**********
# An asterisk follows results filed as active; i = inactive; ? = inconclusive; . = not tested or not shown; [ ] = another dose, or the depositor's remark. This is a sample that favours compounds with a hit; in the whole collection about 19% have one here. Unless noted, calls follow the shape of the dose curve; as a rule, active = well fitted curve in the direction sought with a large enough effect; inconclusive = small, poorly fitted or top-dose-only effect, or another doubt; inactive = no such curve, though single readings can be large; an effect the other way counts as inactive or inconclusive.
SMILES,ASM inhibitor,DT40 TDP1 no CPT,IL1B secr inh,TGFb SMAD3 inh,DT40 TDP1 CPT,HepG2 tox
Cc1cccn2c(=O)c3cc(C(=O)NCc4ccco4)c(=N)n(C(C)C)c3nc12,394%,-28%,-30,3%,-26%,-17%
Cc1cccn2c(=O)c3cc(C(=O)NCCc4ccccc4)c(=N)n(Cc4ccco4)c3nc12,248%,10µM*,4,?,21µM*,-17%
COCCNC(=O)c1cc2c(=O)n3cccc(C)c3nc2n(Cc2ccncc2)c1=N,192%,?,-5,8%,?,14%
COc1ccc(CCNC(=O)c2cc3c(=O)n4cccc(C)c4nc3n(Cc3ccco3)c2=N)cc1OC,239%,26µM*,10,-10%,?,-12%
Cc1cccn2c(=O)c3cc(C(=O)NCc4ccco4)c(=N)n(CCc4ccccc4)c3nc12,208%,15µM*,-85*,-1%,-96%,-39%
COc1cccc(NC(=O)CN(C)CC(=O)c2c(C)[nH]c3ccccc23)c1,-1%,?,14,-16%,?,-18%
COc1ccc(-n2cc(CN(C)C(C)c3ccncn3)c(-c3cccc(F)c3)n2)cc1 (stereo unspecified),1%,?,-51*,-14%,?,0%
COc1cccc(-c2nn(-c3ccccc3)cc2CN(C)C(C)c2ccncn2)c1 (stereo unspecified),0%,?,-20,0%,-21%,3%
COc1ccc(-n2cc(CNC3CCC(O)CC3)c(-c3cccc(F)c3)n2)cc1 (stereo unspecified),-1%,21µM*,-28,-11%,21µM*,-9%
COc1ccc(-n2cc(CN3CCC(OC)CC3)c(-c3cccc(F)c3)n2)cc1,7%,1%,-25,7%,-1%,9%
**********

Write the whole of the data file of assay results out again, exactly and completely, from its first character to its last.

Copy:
# An asterisk follows results filed as active; i = inactive; ? = inconclusive; . = not tested or not shown; [ ] = another dose, or the depositor's remark. This is a sample that favours compounds with a hit; in the whole collection about 19% have one here. Unless noted, calls follow the shape of the dose curve; as a rule, active = well fitted curve in the direction sought with a large enough effect; inconclusive = small, poorly fitted or top-dose-only effect, or another doubt; inactive = no such curve, though single readings can be large; an effect the other way counts as inactive or inconclusive.
SMILES,ASM inhibitor,DT40 TDP1 no CPT,IL1B secr inh,TGFb SMAD3 inh,DT40 TDP1 CPT,HepG2 tox
Cc1cccn2c(=O)c3cc(C(=O)NCc4ccco4)c(=N)n(C(C)C)c3nc12,394%,-28%,-30,3%,-26%,-17%
Cc1cccn2c(=O)c3cc(C(=O)NCCc4ccccc4)c(=N)n(Cc4ccco4)c3nc12,248%,10µM*,4,?,21µM*,-17%
COCCNC(=O)c1cc2c(=O)n3cccc(C)c3nc2n(Cc2ccncc2)c1=N,192%,?,-5,8%,?,14%
COc1ccc(CCNC(=O)c2cc3c(=O)n4cccc(C)c4nc3n(Cc3ccco3)c2=N)cc1OC,239%,26µM*,10,-10%,?,-12%
Cc1cccn2c(=O)c3cc(C(=O)NCc4ccco4)c(=N)n(CCc4ccccc4)c3nc12,208%,15µM*,-85*,-1%,-96%,-39%
COc1cccc(NC(=O)CN(C)CC(=O)c2c(C)[nH]c3ccccc23)c1,-1%,?,14,-16%,?,-18%
COc1ccc(-n2cc(CN(C)C(C)c3ccncn3)c(-c3cccc(F)c3)n2)cc1 (stereo unspecified),1%,?,-51*,-14%,?,0%
COc1cccc(-c2nn(-c3ccccc3)cc2CN(C)C(C)c2ccncn2)c1 (stereo unspecified),0%,?,-20,0%,-21%,3%
COc1ccc(-n2cc(CNC3CCC(O)CC3)c(-c3cccc(F)c3)n2)cc1 (stereo unspecified),-1%,21µM*,-28,-11%,21µM*,-9%
COc1ccc(-n2cc(CN3CCC(OC)CC3)c(-c3cccc(F)c3)n2)cc1,7%,1%,-25,7%,-1%,9%